Greater Antillean Freshwater | WWF

Greater Antillean Freshwater

Isla de la Juventud, Cuba.
© WWF / Michel ROGGO

About the Area

Unlike the fauna of most island freshwater streams, the species found in Greater Antillean streams are generally not derived from marine organisms, but are more closely related to the species found in North and South America.

This ecoregion has a high degree of endemism, with at least 70 species of native freshwater fishes, many of which are restricted to individual river basins.
Caves and associated underground streams on these islands are a largely unexplored habitat where more endemic freshwater species are likely to be discovered. With New World crocodiles, unique fish and crab, and unexplored caves, the Greater Antillean rivers are rich in species.
185,000 sq. km (74,000 sq. miles)

Habitat type:
Small Rivers

Geographic Location:
The Caribbean: Cuba, Dominican Republic, Haiti, and Puerto Rico

Conservation Status:
Local Species
The family Poecillidae, with 5 genera and over 40 fish species, dominates the fish fauna. 7 species of freshwater crabs from 1 genus are endemic to Cuba.

Characteristic native Antillean freshwater fishes include the Cuban gar (Attractosteus tristoechus), Hispaniolan gambusia (Gambusia hispaniolae), Green rivulus (Rivuluscy lindraceus), and Hispaniola pupfish (Cyprinodon bondi).

The most threatened New World crocodile, Crocodylus rhombifer, survives in the Zapata Swamp, located in southwestern Cuba. The widespread American crocodile (Crocodylus acutus) also occurs in this ecoregion.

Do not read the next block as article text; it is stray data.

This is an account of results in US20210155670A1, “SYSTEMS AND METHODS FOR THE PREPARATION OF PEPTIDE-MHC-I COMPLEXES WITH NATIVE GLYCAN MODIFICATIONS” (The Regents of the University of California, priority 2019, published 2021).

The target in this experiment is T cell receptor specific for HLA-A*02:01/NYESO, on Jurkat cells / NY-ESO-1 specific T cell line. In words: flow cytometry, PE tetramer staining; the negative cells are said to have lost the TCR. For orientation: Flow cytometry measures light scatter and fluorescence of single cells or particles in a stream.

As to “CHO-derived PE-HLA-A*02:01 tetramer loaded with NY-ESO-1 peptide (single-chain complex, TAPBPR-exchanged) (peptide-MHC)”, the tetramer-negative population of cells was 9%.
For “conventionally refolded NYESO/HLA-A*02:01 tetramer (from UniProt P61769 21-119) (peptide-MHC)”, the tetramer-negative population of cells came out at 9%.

Featured species

New World crocodile (Crocodylus rhombifer)

Crocodylus is derived from the Greek krokodeilos which means literally "pebble worm" and rhombifer apparently refers to the shape of flank scales.

It is a medium-sized crocodile, reaching 3.5 m in length (although 5 m individuals have been reported) - slightly smaller than C. acutus. Head is short and broad, and a bony ridge is present behind eyes. Scales forming the dorsal shield (across the back) extend onto the back of the neck, and scales on the legs are unusually large, and heavily keeled on the rear legs.

Juveniles possess eyes with a light iris, which is reported to become darker with age. A characteristic yellow and black patterning has led to the name 'Pearly' crocodile. Its diet is mainly fish and chelonia, with the occasional small mammal.

Read more:
Clearing of forests and conversion of land to agriculture are major threats to the integrity of the freshwater systems of the islands. Growing human populations, associated discharge of untreated sewage and other pollutants, and introduction of exotic species - particularly tilapia (Oreochromis mossambicus), further add to the pressure on these freshwater systems.
WWF’s work

Conservation Programs - Greater Antilles (Cuba)
WWF's International Program has two main goals: protect wildlife and habitats in Cuba and ensure Canada meets its international conservation commitments. WWF is helping Cuban ecologists protect endangered species and important habitats.

WWF's current conservation work in Cuba includes a wide range of activities designed to protect the country's rich biodiversity. For example, villagers living near the Zapata wetland are directly benefiting from WWF grants to promote sustainable development in the region. WWF is also providing resources to help local parks staff manage and protect national parks.

Read more:

Subscribe to our mailing list

* indicates required
Donate to WWF

Your support will help us build a future where humans live in harmony with nature.

Enter Yes if you accept the terms and conditions
Enter Yes if you accept the terms and conditions